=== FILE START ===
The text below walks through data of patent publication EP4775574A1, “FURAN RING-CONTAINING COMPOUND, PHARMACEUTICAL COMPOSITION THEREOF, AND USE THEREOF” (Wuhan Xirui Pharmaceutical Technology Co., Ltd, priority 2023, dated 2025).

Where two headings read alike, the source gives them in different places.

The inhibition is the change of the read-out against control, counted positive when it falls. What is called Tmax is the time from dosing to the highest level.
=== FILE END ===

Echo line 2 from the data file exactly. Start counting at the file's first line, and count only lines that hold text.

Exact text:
Where two headings read alike, the source gives them in different places.